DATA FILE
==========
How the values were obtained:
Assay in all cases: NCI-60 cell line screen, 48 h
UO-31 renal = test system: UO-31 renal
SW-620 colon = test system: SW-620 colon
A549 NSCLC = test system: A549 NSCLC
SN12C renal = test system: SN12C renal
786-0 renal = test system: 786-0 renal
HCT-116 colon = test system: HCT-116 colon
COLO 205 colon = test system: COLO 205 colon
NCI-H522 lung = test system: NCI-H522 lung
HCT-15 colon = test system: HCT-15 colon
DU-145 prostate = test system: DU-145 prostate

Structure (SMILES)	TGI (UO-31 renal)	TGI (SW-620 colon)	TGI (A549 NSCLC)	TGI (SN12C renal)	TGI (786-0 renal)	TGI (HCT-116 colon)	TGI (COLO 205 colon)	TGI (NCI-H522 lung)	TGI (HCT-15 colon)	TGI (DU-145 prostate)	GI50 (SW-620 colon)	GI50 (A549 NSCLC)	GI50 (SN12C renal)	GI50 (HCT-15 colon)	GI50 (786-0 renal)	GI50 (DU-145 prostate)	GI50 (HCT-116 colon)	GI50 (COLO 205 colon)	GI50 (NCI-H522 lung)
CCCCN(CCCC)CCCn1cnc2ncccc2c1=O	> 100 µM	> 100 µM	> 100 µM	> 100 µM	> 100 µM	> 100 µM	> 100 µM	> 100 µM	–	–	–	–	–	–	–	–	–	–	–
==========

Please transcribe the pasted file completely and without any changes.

How the values were obtained:
Assay in all cases: NCI-60 cell line screen, 48 h
UO-31 renal = test system: UO-31 renal
SW-620 colon = test system: SW-620 colon
A549 NSCLC = test system: A549 NSCLC
SN12C renal = test system: SN12C renal
786-0 renal = test system: 786-0 renal
HCT-116 colon = test system: HCT-116 colon
COLO 205 colon = test system: COLO 205 colon
NCI-H522 lung = test system: NCI-H522 lung
HCT-15 colon = test system: HCT-15 colon
DU-145 prostate = test system: DU-145 prostate

Structure (SMILES)	TGI (UO-31 renal)	TGI (SW-620 colon)	TGI (A549 NSCLC)	TGI (SN12C renal)	TGI (786-0 renal)	TGI (HCT-116 colon)	TGI (COLO 205 colon)	TGI (NCI-H522 lung)	TGI (HCT-15 colon)	TGI (DU-145 prostate)	GI50 (SW-620 colon)	GI50 (A549 NSCLC)	GI50 (SN12C renal)	GI50 (HCT-15 colon)	GI50 (786-0 renal)	GI50 (DU-145 prostate)	GI50 (HCT-116 colon)	GI50 (COLO 205 colon)	GI50 (NCI-H522 lung)
CCCCN(CCCC)CCCn1cnc2ncccc2c1=O	> 100 µM	> 100 µM	> 100 µM	> 100 µM	> 100 µM	> 100 µM	> 100 µM	> 100 µM	–	–	–	–	–	–	–	–	–	–	–